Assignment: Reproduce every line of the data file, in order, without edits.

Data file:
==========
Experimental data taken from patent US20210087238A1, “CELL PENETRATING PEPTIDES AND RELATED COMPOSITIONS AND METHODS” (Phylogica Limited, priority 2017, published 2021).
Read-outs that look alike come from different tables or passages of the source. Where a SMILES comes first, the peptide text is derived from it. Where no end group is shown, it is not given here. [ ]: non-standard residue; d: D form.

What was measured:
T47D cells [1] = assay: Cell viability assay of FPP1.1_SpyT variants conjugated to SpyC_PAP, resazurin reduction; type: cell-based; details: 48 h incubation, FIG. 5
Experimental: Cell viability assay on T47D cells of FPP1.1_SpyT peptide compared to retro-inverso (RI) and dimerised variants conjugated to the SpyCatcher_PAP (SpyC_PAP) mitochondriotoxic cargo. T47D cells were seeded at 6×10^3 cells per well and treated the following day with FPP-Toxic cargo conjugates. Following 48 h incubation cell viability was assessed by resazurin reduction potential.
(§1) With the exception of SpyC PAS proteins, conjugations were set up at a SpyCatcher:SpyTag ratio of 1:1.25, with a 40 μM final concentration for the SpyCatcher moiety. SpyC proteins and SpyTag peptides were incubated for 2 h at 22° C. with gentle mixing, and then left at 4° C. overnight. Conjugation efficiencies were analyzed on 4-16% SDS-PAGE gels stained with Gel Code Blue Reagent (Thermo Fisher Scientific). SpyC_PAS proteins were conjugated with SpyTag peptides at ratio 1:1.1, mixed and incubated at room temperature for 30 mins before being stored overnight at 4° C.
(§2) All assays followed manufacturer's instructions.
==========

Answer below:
Experimental data taken from patent US20210087238A1, “CELL PENETRATING PEPTIDES AND RELATED COMPOSITIONS AND METHODS” (Phylogica Limited, priority 2017, published 2021).
Read-outs that look alike come from different tables or passages of the source. Where a SMILES comes first, the peptide text is derived from it. Where no end group is shown, it is not given here. [ ]: non-standard residue; d: D form.

What was measured:
T47D cells [1] = assay: Cell viability assay of FPP1.1_SpyT variants conjugated to SpyC_PAP, resazurin reduction; type: cell-based; details: 48 h incubation, FIG. 5
Experimental: Cell viability assay on T47D cells of FPP1.1_SpyT peptide compared to retro-inverso (RI) and dimerised variants conjugated to the SpyCatcher_PAP (SpyC_PAP) mitochondriotoxic cargo. T47D cells were seeded at 6×10^3 cells per well and treated the following day with FPP-Toxic cargo conjugates. Following 48 h incubation cell viability was assessed by resazurin reduction potential.
(§1) With the exception of SpyC PAS proteins, conjugations were set up at a SpyCatcher:SpyTag ratio of 1:1.25, with a 40 μM final concentration for the SpyCatcher moiety. SpyC proteins and SpyTag peptides were incubated for 2 h at 22° C. with gentle mixing, and then left at 4° C. overnight. Conjugation efficiencies were analyzed on 4-16% SDS-PAGE gels stained with Gel Code Blue Reagent (Thermo Fisher Scientific). SpyC_PAS proteins were conjugated with SpyTag peptides at ratio 1:1.1, mixed and incubated at room temperature for 30 mins before being stored overnight at 4° C.
(§2) All assays followed manufacturer's instructions.